The Office of today: The Rules of Engagement

Having dedicated and passionate individuals can truly help your business achieve greater heights. Femke Hellemons, Country Manager, Adecco Singapore, shares how HR professionals can retain and engage employees

Having dedicated and passionate individuals can truly help your business achieve greater heights. Modern workplaces of today often have a diverse workforce which offers great possibilities and opportunities. The employee of today also spends a greater amount of time in the office. As HR professionals, what are some ways in which we can retain and engage employees?
 
Culture
 
Top companies such as Google and Facebook have always prided themselves on their multi-racial and multi-generational workforce. Whether one is a techno geek from California or an aspiring gamer from Cambodia, these companies value and understand the benefits of hiring different personalities.
 
It takes between 3 to 5 years for a cultural change to take place. There are elements of education, learning and understanding how employees from different countries work and more importantly, how to make that difference work for you.
 
The Google culture has inspired companies around the world in how they should adapt to the workforce of today. Be it in the form of a well-stocked pantry, sleep pods or exciting opportunities, the movie “The Internship” that starred Owen Wilson and Vince Vaughn was by far the best advertisement of Google’s strong work culture.
 
Talent and Development
 
Knowing where your career path is essential in retaining an employee. Most companies now have various programmes in place, where employees are given career roadmaps. Training and development is a very broad area, which can include specific work-related topics or as a general training such as cross-cultural workshops.  
 
There are various forms of training and development opportunities and these also include mentoring and personal coaching. HR professionals should however, provide tailored training programmes targeted at the various groups
 
Positive Branding
 
As much as companies would like to hire the best available talent, employees too are on the lookout to join the world’s best employers. The positive branding of the company, whether in financial performance or its view on corporate social responsibility play a huge role in the attraction and retention of employees.
 
Corporate Branding has never been more important than it is today. Given the highly competitive market place, companies have to start wooing potential candidates even before they think about looking for a job. With the advent of social media, companies have been taking to Facebook and Twitter to share lifestyle-based events and pictures, giving jobseekers another angle to their corporation.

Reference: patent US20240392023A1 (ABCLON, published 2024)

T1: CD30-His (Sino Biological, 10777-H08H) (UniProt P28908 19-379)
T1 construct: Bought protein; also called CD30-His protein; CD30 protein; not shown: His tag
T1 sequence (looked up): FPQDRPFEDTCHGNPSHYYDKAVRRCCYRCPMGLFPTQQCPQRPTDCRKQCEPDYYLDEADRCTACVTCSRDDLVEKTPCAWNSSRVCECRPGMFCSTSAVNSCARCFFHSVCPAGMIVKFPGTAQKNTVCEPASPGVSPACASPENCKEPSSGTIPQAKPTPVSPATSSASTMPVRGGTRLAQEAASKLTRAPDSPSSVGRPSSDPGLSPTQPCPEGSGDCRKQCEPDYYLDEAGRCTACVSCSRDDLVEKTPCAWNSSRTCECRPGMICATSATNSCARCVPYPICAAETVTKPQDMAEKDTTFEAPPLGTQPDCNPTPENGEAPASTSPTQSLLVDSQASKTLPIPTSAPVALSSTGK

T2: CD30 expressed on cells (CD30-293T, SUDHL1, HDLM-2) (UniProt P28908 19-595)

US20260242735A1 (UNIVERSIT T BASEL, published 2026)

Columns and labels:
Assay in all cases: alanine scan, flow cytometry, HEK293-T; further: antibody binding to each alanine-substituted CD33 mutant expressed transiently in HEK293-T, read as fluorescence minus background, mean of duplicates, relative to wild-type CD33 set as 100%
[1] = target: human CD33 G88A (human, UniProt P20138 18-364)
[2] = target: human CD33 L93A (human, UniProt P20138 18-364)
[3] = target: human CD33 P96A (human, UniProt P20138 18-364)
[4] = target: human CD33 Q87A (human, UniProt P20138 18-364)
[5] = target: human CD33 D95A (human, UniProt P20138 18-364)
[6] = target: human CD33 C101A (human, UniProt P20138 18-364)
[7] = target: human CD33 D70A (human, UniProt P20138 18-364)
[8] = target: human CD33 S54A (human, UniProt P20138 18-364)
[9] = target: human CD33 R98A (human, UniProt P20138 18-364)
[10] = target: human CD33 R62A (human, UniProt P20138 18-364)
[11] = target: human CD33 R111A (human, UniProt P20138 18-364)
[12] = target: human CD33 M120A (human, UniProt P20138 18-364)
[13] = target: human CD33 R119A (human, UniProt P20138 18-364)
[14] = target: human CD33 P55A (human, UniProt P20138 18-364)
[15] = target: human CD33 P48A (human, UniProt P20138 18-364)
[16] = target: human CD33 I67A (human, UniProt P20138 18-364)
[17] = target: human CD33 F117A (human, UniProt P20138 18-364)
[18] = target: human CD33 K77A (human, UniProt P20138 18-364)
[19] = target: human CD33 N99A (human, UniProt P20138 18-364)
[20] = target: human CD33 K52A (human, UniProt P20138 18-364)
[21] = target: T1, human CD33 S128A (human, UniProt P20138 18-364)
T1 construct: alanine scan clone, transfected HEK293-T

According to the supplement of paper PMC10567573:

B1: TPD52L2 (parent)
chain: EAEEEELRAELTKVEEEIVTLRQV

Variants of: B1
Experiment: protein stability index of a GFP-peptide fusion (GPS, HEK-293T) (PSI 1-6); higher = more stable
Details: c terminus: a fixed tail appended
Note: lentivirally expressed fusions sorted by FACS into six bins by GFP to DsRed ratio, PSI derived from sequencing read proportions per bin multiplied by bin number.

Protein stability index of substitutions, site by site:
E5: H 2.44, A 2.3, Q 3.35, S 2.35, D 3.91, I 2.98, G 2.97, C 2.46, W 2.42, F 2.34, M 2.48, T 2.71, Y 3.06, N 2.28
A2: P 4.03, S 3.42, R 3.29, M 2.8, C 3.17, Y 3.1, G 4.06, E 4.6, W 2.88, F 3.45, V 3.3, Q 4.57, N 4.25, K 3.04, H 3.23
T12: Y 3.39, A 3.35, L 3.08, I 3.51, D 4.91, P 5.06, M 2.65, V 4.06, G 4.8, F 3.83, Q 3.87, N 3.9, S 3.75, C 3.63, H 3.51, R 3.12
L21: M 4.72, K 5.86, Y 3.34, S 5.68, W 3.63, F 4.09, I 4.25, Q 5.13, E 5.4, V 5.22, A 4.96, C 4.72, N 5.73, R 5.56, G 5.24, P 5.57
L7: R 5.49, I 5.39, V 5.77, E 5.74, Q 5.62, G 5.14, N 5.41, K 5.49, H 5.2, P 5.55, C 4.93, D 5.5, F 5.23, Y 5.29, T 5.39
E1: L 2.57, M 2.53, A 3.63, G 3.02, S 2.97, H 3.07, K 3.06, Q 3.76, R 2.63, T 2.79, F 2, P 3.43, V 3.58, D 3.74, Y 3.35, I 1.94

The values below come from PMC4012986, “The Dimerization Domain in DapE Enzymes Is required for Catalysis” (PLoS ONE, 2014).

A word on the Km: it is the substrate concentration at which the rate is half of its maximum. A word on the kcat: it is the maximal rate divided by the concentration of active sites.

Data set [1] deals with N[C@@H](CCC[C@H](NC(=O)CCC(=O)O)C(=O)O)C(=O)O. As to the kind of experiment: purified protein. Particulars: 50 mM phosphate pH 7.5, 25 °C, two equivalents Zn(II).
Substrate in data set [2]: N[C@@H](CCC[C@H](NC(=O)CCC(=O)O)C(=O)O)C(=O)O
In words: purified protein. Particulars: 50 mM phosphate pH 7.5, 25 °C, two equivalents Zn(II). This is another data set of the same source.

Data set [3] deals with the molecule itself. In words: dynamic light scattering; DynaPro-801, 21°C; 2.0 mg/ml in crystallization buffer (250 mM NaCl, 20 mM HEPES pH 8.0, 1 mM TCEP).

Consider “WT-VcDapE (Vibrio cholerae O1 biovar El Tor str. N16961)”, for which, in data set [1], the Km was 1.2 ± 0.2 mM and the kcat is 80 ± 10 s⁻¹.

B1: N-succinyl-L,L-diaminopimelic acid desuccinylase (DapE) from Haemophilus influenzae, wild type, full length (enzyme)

Corporate Social Responsibility
 
The younger workforce are plugged-in, extremely connected and are often interested to be part of a larger cause. Companies who have strong corporate responsibility programmes are often seen as Employers of Choice, as it creates a platform for the employers to also take responsibility of the communities in which they operate in.
 
Corporate Social Responsibility initiatives also provide employees the platform to connect for a common cause as well as to network. Some companies often work with non-profit organisations such as Habitat for Humanity or World Wildlife Fund, allowing their employees to do voluntary work or to donate money for habitat conservation whilst others do voluntary services at orphanages or nursing homes for the elderly.
 
Communication
 
Amongst the reasons why employees choose to leave a company is the lack of clear and transparent communication. Most firms now have internal communications policies in place where senior management have the platform to reach out to their employees and internal stakeholders. However, more than that, most senior leaders now have Facebook and Twitter accounts, where they can connect with their teams and employees on a more casual front, allowing access to their personal thoughts and aspirations.
 
This is also a good way to get feedback and to know what is going on within the organisation. Often times, employees are hesitant to share feedback but in recent years, the availability of social media has narrowed the gap and senior leaders are now leaning in towards using these platforms.

Written by: Femke Hellemons, Country Manager, Adecco Singapore

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